Washington DC - White House Restoration
CONGRESS authorized the restoration of the White House in 1815, and Hoban, its architect, had it ready for occupancy in the early part of James Monroe's administration.
Washington DC - The Department Of State
THE Department of State is the first of the executive departments of the government. It has the supervision of all foreign affairs, and of all affairs concerning the states of the Union.
Washington DC - The Treasury Department
DURING the session of the First Congress under the Constitution, in 1789, an act was passed to establish the Treasury Department, which was to have the entire charge of the finances of the government.
Washington DC - War And Navy Departments
THE War Department has charge of the military service of the government, and is under the direction of the Secretary of War. It occupies the northern portion of the State, War, and Navy Building, with several divisions located elsewhere in Washington.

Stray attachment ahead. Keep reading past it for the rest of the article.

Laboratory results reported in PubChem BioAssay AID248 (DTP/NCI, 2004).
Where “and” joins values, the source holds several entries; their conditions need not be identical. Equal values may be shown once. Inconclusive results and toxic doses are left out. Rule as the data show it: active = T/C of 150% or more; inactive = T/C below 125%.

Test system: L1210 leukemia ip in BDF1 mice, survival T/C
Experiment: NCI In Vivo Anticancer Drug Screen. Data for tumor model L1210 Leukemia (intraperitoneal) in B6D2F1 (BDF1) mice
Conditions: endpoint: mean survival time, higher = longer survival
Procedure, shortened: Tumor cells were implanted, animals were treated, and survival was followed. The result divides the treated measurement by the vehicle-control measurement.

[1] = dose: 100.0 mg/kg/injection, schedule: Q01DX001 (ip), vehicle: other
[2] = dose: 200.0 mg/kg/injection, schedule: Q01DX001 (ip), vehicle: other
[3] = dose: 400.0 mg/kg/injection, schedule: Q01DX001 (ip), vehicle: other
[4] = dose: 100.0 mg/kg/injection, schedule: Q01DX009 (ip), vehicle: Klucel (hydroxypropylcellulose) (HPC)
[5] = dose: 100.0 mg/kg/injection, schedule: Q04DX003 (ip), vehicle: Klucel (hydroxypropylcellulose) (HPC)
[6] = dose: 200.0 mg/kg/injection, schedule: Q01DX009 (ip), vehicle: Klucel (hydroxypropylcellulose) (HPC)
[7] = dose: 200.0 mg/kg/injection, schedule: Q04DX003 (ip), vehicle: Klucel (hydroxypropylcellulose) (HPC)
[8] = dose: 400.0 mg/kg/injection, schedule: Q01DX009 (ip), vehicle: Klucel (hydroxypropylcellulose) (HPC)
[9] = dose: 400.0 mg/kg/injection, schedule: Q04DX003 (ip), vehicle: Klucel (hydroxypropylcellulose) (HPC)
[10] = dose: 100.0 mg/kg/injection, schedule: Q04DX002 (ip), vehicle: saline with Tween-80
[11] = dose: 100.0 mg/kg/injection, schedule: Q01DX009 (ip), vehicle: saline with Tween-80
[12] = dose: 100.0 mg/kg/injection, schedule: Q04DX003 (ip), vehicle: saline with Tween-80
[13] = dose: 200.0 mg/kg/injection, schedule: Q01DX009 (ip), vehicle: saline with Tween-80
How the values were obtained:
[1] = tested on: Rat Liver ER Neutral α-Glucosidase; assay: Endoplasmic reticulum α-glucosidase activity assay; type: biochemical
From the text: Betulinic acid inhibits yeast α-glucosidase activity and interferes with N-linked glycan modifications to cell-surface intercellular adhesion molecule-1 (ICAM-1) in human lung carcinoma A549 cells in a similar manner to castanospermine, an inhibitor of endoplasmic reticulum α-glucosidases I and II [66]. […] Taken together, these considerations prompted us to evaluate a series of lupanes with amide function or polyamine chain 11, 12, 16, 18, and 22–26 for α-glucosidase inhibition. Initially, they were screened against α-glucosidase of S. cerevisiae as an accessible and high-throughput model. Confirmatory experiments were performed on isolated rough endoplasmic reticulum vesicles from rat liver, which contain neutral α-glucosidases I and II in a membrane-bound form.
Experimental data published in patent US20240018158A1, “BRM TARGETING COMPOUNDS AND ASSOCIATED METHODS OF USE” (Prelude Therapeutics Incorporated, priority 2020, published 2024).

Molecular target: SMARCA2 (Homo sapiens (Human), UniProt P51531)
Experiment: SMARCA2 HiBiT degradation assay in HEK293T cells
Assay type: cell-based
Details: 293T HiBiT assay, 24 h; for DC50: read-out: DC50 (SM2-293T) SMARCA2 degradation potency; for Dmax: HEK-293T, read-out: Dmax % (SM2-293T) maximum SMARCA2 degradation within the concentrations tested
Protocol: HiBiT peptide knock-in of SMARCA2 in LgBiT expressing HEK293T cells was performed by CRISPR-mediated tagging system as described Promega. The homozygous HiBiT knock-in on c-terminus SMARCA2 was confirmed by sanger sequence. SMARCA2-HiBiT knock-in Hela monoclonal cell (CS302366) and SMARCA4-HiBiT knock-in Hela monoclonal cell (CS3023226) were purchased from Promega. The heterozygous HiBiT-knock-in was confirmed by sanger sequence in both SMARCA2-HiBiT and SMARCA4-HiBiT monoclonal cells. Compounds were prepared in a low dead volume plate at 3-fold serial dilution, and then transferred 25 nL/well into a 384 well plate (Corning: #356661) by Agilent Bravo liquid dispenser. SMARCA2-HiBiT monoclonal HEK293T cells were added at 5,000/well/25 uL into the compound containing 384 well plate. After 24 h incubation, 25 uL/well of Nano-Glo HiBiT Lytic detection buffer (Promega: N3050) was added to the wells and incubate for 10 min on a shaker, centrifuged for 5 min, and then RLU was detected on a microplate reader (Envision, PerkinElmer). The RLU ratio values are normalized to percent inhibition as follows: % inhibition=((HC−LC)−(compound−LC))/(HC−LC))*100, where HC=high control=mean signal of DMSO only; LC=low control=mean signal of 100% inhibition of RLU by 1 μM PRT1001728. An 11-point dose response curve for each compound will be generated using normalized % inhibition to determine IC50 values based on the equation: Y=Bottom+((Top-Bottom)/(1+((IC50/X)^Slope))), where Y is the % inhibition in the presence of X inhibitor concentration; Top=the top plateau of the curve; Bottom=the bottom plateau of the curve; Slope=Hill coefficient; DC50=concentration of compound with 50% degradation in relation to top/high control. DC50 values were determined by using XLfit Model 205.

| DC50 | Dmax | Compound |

Washington DC - The Post Office
THE Post-Office Department occupies a marble building situated on the square between Seventh and Eighth, and E and F streets northwest.
Washington DC - The Department Of Interior
THE Department of the Interior was created by act of Congress in 1849. It is an extensive and important branch of the public service.
Washington DC - The Patent Office
THE PATENT OFFICE occupies many apartments of the building that bears its name, and employs a host of workers in its enormous and constantly increasing business.
Washington DC - The Pension Office
THE PENSION OFFICE is the largest bureau of the Department of the Interior, and its yearly business is enormous.
Washington DC - The General Land Office
THE GENERAL LAND OFFICE, which has charge of all the public lands in the United States, occupies a suite of apartments in the Patent Office Building.
Washington DC - The Bureau Of Indian Affairs
THE BUREAU OF INDIAN AFFAIRS is charged with the care of those troublesome wards of the Nation, the Indian tribes of the far West.